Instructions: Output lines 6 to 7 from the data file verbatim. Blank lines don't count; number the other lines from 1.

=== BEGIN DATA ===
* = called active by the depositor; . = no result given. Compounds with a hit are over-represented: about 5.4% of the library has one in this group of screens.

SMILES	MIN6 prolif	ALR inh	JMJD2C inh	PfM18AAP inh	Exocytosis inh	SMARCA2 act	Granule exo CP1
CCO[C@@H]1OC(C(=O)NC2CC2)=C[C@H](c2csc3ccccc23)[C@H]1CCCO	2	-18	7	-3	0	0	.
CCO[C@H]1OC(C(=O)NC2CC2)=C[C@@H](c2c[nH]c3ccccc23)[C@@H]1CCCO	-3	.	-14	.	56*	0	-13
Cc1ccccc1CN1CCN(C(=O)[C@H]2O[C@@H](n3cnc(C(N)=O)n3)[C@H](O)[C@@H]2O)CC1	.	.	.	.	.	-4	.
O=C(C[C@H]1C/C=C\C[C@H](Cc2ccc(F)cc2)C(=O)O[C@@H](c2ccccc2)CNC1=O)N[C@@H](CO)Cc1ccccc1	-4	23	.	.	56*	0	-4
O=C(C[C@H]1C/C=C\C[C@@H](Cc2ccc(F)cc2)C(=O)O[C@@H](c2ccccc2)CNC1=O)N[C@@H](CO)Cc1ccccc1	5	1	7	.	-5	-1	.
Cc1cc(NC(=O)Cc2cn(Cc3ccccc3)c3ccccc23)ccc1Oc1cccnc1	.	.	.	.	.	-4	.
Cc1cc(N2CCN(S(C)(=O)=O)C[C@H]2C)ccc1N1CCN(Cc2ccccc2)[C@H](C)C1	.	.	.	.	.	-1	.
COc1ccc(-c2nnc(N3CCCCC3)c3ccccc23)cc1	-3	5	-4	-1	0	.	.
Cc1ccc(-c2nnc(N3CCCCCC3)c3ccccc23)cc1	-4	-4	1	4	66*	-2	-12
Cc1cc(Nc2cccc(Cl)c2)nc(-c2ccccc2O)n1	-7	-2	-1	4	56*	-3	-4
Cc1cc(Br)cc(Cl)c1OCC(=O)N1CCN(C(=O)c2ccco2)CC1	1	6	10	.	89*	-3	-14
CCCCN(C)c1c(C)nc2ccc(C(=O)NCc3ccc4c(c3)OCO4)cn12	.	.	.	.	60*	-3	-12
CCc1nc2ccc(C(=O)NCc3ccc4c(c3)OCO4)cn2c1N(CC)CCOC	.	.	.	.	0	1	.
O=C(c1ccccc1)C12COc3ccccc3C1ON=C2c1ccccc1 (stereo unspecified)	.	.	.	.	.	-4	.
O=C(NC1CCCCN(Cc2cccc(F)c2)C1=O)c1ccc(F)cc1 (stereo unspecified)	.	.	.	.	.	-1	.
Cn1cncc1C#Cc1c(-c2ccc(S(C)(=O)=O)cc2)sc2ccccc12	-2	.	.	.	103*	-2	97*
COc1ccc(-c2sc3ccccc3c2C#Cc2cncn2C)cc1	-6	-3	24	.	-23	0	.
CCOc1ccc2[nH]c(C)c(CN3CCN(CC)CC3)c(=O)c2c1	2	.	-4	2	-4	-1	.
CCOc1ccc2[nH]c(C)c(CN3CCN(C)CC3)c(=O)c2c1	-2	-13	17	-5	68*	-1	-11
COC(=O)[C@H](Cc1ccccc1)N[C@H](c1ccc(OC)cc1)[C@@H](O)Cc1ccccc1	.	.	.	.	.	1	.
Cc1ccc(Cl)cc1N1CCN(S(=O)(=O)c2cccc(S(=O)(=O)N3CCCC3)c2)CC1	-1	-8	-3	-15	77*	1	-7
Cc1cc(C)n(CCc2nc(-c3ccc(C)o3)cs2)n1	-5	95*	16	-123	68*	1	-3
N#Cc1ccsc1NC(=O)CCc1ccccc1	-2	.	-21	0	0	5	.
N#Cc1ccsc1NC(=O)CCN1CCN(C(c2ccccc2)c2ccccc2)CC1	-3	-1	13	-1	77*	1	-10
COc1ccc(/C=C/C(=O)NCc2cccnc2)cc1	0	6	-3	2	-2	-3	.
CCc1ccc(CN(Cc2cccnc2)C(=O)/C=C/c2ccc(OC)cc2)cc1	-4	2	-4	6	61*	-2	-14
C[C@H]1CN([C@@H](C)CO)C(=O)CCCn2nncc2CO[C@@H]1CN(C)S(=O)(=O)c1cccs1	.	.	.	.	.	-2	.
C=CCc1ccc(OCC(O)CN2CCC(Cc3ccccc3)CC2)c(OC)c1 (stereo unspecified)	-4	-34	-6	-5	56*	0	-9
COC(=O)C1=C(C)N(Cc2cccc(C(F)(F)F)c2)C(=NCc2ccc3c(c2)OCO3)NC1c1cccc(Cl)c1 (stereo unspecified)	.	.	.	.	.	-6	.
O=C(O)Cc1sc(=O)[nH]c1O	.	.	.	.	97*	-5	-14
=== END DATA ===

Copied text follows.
O=C(C[C@H]1C/C=C\C[C@H](Cc2ccc(F)cc2)C(=O)O[C@@H](c2ccccc2)CNC1=O)N[C@@H](CO)Cc1ccccc1	-4	23	.	.	56*	0	-4
O=C(C[C@H]1C/C=C\C[C@@H](Cc2ccc(F)cc2)C(=O)O[C@@H](c2ccccc2)CNC1=O)N[C@@H](CO)Cc1ccccc1	5	1	7	.	-5	-1	.